Sunday, August 6, 2017

On the Transfiguration of Christ (St. John of Damascus)


By St. John of Damascus

A bright cloud overshadowed them, and seeing within it Jesus the Savior with Moses and Elijah, the disciples were filled with great fear.

Of old when Moses saw God he experienced the divine darkness, indicating the symbolic nature of the law; for as Paul has written, the law contained only a shadow of the things to come, not the reality itself. In the past Israel could not look at the transient glory on the face of Moses; but we, beholding the glory of the Lord with unveiled faces, are being transformed from one degree of glory to another by the Lord who is the Spirit. The cloud, therefore, that overshadowed the disciples was not one of threatening darkness but of light; for the mystery hidden from past ages has been revealed to show us perpetual and eternal glory. Moses and Elijah, representing the law and the prophets, stood by the Savior because he whom the law and the prophets proclaimed was present in Jesus, the giver of life.

And a voice from the cloud said: 'This is my beloved Son with whom I am well pleased; listen to him.'

The voice of the Father came from the cloud of the Spirit: 'This is my beloved Son.' He who is seen in human form, who became man only yesterday, who lives humbly in the midst of us, and whose face is now shining, is he who is. 'This is my beloved Son, the eternal, the only begotten of the only God, he who proceeds timelessly and eternally from me, his Father; who did not begin to exist after me, but is from me and with me and in me from all eternity.'

It was by the Father's good pleasure that his only begotten Son and Word became incarnate; it was by the Father's good pleasure that the salvation of the world was achieved through his only begotten Son; it was the Father's good pleasure which brought about the union of the whole universe in his only begotten Son. For humanity is a microcosm linking in itself all visible and invisible being, sharing as it does in the nature of both, and so it must surely have pleased the Lord, the creator and ruler of the universe, for divinity and humanity and thus all creation to be united in his only begotten and consubstantial Son, so that God might be all in all.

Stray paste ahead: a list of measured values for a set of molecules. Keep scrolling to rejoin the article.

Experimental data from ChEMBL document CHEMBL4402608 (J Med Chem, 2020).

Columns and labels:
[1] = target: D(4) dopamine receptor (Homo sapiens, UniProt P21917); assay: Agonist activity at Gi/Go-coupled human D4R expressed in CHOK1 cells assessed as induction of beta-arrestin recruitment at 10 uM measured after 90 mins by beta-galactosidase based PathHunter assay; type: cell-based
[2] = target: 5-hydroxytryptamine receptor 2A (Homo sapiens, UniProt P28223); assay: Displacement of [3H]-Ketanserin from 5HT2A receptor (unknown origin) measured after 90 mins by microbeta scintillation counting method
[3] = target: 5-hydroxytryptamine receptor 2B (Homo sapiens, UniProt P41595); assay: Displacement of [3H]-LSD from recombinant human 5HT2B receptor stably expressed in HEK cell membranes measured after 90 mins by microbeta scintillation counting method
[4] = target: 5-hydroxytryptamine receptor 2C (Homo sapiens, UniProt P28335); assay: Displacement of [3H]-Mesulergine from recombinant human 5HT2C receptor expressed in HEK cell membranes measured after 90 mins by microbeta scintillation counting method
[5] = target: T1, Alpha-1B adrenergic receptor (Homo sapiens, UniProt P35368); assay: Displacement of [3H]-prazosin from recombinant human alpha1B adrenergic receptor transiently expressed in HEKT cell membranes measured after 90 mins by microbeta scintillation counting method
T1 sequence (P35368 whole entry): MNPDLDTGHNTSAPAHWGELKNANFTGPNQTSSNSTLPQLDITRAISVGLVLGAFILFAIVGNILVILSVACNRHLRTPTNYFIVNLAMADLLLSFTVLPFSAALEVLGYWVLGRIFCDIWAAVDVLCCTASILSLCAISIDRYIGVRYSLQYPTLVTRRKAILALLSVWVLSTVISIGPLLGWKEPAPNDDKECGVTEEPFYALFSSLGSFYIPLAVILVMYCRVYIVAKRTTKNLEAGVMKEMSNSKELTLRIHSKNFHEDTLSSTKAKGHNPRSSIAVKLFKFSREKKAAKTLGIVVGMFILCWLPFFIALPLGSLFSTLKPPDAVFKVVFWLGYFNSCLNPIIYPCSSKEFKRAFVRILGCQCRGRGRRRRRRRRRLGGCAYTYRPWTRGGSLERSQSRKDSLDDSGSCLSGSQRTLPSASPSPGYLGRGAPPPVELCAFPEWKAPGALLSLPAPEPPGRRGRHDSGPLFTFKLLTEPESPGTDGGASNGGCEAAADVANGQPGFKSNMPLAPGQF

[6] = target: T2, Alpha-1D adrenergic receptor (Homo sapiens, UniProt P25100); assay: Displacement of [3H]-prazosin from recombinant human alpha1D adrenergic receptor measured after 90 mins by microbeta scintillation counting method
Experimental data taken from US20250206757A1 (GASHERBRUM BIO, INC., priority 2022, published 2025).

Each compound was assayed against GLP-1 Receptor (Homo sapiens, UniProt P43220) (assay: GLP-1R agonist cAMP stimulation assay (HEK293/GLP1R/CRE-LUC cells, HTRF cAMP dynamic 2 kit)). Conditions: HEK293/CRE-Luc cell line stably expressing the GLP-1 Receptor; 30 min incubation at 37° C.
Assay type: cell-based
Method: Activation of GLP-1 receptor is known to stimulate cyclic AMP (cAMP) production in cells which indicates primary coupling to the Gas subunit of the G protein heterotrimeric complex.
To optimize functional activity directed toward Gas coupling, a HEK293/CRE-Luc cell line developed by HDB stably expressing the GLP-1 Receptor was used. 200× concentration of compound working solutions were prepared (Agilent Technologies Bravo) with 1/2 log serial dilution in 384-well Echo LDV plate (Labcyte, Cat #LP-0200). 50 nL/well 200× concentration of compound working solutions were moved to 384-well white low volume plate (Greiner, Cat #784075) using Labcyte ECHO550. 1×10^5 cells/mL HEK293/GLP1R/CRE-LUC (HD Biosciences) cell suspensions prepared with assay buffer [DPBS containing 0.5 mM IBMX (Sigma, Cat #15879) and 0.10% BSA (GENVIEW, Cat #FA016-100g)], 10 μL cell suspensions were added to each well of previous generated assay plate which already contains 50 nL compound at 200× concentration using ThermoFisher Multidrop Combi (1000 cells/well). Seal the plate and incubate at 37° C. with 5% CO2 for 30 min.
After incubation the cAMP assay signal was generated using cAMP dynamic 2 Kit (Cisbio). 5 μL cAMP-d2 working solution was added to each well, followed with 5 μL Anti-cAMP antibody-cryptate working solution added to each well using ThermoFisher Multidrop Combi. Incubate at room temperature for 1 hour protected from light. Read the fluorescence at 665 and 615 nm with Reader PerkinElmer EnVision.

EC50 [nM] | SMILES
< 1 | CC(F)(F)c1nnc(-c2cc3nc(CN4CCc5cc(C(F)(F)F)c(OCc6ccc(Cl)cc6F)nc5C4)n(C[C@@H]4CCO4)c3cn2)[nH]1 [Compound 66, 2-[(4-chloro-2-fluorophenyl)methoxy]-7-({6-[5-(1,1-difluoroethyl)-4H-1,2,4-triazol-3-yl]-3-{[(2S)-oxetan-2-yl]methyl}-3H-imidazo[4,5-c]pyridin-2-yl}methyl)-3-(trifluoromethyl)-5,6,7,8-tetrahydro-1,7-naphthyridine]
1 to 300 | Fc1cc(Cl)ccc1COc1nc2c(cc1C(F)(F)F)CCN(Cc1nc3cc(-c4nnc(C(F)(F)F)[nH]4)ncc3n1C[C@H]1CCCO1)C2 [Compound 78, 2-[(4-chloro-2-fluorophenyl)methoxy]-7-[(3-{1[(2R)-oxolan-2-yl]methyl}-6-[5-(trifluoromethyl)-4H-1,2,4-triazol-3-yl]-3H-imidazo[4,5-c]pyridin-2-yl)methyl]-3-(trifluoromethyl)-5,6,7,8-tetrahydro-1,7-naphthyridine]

'This is my Son, the radiance of my glory, who bears the stamp of my own nature, through whom I created the angels, through whom the vault of heaven was made firm and the earth established. He upholds the universe by his powerful word, and by the Spirit which proceeds from his mouth, that is the life-giving and guiding Spirit. Listen to him. Whoever receives him, receives me who sent him by the authority not of a stern master but of a father. As a man he is sent, but as God he abides in me and I in him. Whoever refuses to honor my only begotten Son refuses to honor me, his Father who sent him. Listen to him, for he has the words of eternal life.'

From a homily by Saint John of Damascus on the Transfiguration, PG 96, 572-573.


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